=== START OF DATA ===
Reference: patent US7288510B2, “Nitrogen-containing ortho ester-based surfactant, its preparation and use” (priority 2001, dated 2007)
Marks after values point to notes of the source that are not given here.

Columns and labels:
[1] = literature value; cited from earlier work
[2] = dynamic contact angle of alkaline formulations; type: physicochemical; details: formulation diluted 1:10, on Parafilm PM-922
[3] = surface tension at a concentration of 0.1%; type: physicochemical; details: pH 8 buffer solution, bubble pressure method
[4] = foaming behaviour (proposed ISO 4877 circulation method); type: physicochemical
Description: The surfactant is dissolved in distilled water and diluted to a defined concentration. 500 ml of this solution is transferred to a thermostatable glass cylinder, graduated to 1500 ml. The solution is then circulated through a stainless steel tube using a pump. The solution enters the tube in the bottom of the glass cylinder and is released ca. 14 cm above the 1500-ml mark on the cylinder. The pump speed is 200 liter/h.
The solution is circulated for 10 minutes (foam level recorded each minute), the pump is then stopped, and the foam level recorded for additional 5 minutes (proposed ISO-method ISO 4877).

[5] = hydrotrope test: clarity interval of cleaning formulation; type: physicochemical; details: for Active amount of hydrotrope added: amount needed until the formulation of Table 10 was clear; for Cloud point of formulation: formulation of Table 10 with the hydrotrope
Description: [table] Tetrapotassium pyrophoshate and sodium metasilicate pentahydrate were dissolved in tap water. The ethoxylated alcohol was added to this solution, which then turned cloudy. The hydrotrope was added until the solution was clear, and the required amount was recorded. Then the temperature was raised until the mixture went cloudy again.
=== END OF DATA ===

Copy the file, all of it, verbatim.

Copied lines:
Reference: patent US7288510B2, “Nitrogen-containing ortho ester-based surfactant, its preparation and use” (priority 2001, dated 2007)
Marks after values point to notes of the source that are not given here.

Columns and labels:
[1] = literature value; cited from earlier work
[2] = dynamic contact angle of alkaline formulations; type: physicochemical; details: formulation diluted 1:10, on Parafilm PM-922
[3] = surface tension at a concentration of 0.1%; type: physicochemical; details: pH 8 buffer solution, bubble pressure method
[4] = foaming behaviour (proposed ISO 4877 circulation method); type: physicochemical
Description: The surfactant is dissolved in distilled water and diluted to a defined concentration. 500 ml of this solution is transferred to a thermostatable glass cylinder, graduated to 1500 ml. The solution is then circulated through a stainless steel tube using a pump. The solution enters the tube in the bottom of the glass cylinder and is released ca. 14 cm above the 1500-ml mark on the cylinder. The pump speed is 200 liter/h.
The solution is circulated for 10 minutes (foam level recorded each minute), the pump is then stopped, and the foam level recorded for additional 5 minutes (proposed ISO-method ISO 4877).

[5] = hydrotrope test: clarity interval of cleaning formulation; type: physicochemical; details: for Active amount of hydrotrope added: amount needed until the formulation of Table 10 was clear; for Cloud point of formulation: formulation of Table 10 with the hydrotrope
Description: [table] Tetrapotassium pyrophoshate and sodium metasilicate pentahydrate were dissolved in tap water. The ethoxylated alcohol was added to this solution, which then turned cloudy. The hydrotrope was added until the solution was clear, and the required amount was recorded. Then the temperature was raised until the mixture went cloudy again.